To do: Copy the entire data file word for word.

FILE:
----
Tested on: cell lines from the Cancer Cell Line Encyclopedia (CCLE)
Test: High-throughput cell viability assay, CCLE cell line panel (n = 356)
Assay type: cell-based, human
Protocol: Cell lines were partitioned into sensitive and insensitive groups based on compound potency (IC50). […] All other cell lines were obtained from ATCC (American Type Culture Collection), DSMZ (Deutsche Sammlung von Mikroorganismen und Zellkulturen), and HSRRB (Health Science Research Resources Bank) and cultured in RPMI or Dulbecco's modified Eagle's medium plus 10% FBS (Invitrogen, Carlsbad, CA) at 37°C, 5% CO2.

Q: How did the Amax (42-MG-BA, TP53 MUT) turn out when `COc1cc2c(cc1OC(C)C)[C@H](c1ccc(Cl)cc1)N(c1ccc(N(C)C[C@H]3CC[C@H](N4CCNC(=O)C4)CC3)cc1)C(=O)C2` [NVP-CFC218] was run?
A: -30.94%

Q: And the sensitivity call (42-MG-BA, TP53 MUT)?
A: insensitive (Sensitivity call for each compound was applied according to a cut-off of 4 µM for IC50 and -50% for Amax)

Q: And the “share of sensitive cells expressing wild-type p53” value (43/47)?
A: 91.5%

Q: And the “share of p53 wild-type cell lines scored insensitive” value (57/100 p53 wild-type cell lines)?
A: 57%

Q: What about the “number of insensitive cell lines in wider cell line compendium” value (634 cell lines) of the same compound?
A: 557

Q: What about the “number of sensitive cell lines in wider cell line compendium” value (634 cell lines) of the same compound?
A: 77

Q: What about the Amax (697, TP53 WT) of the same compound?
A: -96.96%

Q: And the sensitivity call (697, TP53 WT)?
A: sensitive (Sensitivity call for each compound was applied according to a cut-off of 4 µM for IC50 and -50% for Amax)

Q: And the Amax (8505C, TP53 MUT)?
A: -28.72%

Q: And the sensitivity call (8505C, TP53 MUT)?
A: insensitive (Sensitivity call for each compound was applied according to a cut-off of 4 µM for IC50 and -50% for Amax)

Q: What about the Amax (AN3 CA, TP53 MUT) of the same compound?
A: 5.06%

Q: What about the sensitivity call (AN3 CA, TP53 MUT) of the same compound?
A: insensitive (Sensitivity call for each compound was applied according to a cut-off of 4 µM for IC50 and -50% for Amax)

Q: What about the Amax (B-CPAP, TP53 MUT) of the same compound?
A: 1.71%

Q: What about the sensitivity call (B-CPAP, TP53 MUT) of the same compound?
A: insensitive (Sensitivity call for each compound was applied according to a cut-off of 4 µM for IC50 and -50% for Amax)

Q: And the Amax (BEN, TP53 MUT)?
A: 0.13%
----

Tested on: cell lines from the Cancer Cell Line Encyclopedia (CCLE)
Test: High-throughput cell viability assay, CCLE cell line panel (n = 356)
Assay type: cell-based, human
Protocol: Cell lines were partitioned into sensitive and insensitive groups based on compound potency (IC50). […] All other cell lines were obtained from ATCC (American Type Culture Collection), DSMZ (Deutsche Sammlung von Mikroorganismen und Zellkulturen), and HSRRB (Health Science Research Resources Bank) and cultured in RPMI or Dulbecco's modified Eagle's medium plus 10% FBS (Invitrogen, Carlsbad, CA) at 37°C, 5% CO2.

Q: How did the Amax (42-MG-BA, TP53 MUT) turn out when `COc1cc2c(cc1OC(C)C)[C@H](c1ccc(Cl)cc1)N(c1ccc(N(C)C[C@H]3CC[C@H](N4CCNC(=O)C4)CC3)cc1)C(=O)C2` [NVP-CFC218] was run?
A: -30.94%

Q: And the sensitivity call (42-MG-BA, TP53 MUT)?
A: insensitive (Sensitivity call for each compound was applied according to a cut-off of 4 µM for IC50 and -50% for Amax)

Q: And the “share of sensitive cells expressing wild-type p53” value (43/47)?
A: 91.5%

Q: And the “share of p53 wild-type cell lines scored insensitive” value (57/100 p53 wild-type cell lines)?
A: 57%

Q: What about the “number of insensitive cell lines in wider cell line compendium” value (634 cell lines) of the same compound?
A: 557

Q: What about the “number of sensitive cell lines in wider cell line compendium” value (634 cell lines) of the same compound?
A: 77

Q: What about the Amax (697, TP53 WT) of the same compound?
A: -96.96%

Q: And the sensitivity call (697, TP53 WT)?
A: sensitive (Sensitivity call for each compound was applied according to a cut-off of 4 µM for IC50 and -50% for Amax)

Q: And the Amax (8505C, TP53 MUT)?
A: -28.72%

Q: And the sensitivity call (8505C, TP53 MUT)?
A: insensitive (Sensitivity call for each compound was applied according to a cut-off of 4 µM for IC50 and -50% for Amax)

Q: What about the Amax (AN3 CA, TP53 MUT) of the same compound?
A: 5.06%

Q: What about the sensitivity call (AN3 CA, TP53 MUT) of the same compound?
A: insensitive (Sensitivity call for each compound was applied according to a cut-off of 4 µM for IC50 and -50% for Amax)

Q: What about the Amax (B-CPAP, TP53 MUT) of the same compound?
A: 1.71%

Q: What about the sensitivity call (B-CPAP, TP53 MUT) of the same compound?
A: insensitive (Sensitivity call for each compound was applied according to a cut-off of 4 µM for IC50 and -50% for Amax)

Q: And the Amax (BEN, TP53 MUT)?
A: 0.13%